Clinical Reference / Dermatology Practical & Conceptual / April 2014 | Volume 4, No. 2 / Melanocytic nevi and melanoma: overlapping criteria—the degree is the key

Melanocytic nevi and melanoma: overlapping criteria—the degree is the key

April 2014 | Volume 4, No. 2

Robert M. Hurwitz1, Larry J. Buckel1, Don-John Summerlin1

1 Cutaneous and Maxillofacial Pathology Laboratory, PC, Indianapolis, IN, USA

Citation: Hurwitz RM, Buckel LJ, Summerlin DJ. Melanocytic nevi and melanoma: overlapping criteria—the degree is the key. Dermatol Pract Concept. 2014;4(2):5.

Copyright: ©2014 Hurwitz et al. This is an open-access article distributed under the terms of the Creative Commons Attribution License, which permits unrestricted use, distribution, and reproduction in any medium, provided the original author and source are credited.

Robert M. Hurwitz, M.D., Larry J. Buckel, M.D., and Don-John Summerlin, D.M.D., contributed significantly to this publication.

Corresponding author: Robert M. Hurwitz, M.D., Cutaneous and Maxillofacial Pathology Laboratory, PC. 9292 North Meridian Street, Suite 210, Indianapolis, IN  46260, USA. Tel. 317-403-7572. Email:


Gross and microscopic criteria are morphologic and thus subjectivity abounds for the pathologist in the diagnosis of benign and malignant melanocytic proliferations [1]. The state-of-the-art criteria, often touted to be definitive, delineates between benign and malignant conditions clinically and histopathologically. This issue becomes murky, however, when the same criteria, on occasion, are present in both benign and malignant entities. This twist of fate is commonly referred to as overlapping criteria. This is exemplified frequently in benign melanocytic proliferations, i.e., melanocytic nevus and its variants (so-called combined nevus, Spitz’s nevus, juvenile melanoma, dysplastic nevus, atypical nevus, nevus with architectural disorder and sever/moderate cytologic atypia, deep penetrating nevus, Reed’s nevus, spindle-cell tumor, pre-melanoma, borderline melanoma, and recurrent/persistent melanocytic nevus, all of which are nothing more than a benign melanocytic nevus with findings focal common to those of the infamous melanoma. Overlapping criteria in benign and malignant melanocytic proliferations are well known and expected findings [1-3]. Because of the confusion that overlapping criteria create, it is essential to separate those proliferations truly benign from those that are in fact malignant. Furthermore, it is important, if not imperative, to recognize the degree of criteria, i.e., mild, moderate or extensive. In other words, is the criterion or criteria, an occasional finding, focal, isolated, or diffuse? What is the degree of criteria? Is it just happenstance, and does it matter? This is the question. The assessment of the degree of criteria is of the essence in order to arrive at an accurate diagnosis and avoid a misdiagnosis.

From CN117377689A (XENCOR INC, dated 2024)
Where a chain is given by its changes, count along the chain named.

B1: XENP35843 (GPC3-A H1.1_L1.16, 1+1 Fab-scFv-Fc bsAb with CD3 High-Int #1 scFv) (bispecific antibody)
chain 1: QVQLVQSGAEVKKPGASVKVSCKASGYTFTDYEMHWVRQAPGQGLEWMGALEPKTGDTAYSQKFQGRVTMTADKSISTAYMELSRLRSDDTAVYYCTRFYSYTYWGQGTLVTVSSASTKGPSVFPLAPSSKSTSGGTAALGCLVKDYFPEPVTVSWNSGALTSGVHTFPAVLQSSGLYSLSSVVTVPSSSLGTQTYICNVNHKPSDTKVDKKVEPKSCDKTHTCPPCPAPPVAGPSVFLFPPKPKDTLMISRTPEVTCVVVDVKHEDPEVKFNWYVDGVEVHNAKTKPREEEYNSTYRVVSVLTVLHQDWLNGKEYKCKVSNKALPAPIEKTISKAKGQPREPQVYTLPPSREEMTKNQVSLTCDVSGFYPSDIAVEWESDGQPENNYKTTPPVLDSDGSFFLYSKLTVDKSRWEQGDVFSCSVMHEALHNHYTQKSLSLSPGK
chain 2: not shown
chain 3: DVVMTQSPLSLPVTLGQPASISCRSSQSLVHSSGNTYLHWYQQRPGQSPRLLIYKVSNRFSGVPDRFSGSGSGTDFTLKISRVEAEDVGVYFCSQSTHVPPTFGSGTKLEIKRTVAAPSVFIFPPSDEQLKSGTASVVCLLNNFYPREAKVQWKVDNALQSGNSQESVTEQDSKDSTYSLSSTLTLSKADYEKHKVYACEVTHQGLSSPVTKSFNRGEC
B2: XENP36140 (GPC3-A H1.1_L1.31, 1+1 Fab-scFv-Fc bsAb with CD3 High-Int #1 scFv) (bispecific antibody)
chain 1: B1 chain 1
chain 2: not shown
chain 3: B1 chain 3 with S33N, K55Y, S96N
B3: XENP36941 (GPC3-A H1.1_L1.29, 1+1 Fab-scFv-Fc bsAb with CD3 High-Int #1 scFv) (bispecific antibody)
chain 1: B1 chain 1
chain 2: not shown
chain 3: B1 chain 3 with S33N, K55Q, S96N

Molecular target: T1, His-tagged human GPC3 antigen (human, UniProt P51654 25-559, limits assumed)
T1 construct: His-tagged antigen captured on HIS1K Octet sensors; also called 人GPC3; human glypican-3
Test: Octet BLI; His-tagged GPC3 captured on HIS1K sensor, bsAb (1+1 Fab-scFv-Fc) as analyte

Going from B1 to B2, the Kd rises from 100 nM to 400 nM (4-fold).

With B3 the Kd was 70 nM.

The spectrum of criteria to differentiate a melanocytic nevus from melanoma is variable. Clinically, the criteria are few in number and include asymmetry, border, color, and diameter. However, many of the acknowledged criteria for the clinical diagnosis for melanoma may be found in other benign or malignant proliferations, such as melanocytic nevus, seborrheic keratosis, hemangioma, adnexal proliferations, basal and squamous-cell carcinoma, and lymphoma, to mention but a few. However, microscopically the criteria for melanoma are diverse and at times perplexing. They include asymmetry, poor circumscription, cellular/nuclear jumbling or crowding, atypia, pleomorphism, nuclear hyperchromatic and heterochromasia, increased small and/or large nuclei, large nucleoli, mitoses (typical and atypical), lack of maturation of solitary melanocytes and aggregations of melanocytes with progressive descent into the dermis, single cells predominate over aggregates of melanocytes within the epidermis, scatter of melanocytes within the upper spinous layer, atypical and typical pagetoid cells, pagetoid cells in pagetoid pattern, aggregates of melanocytes with bizarre shapes and confluence with pseudoacantholysis. The above criteria alone are not definitive for a diagnosis of melanoma because on occasion, if not repeatedly, they may be found in some benign melanocytic nevi. Therefore, it is crucial to consider the degree of the findings. In other words, the finding of a single, isolated criterion, which may occur in melanocytic nevus, or extensive criteria in multiple locations, which commonly occur in a melanoma, allows for the differentiation of melanocytic nevus from melanoma (Figures 1, 2, 3).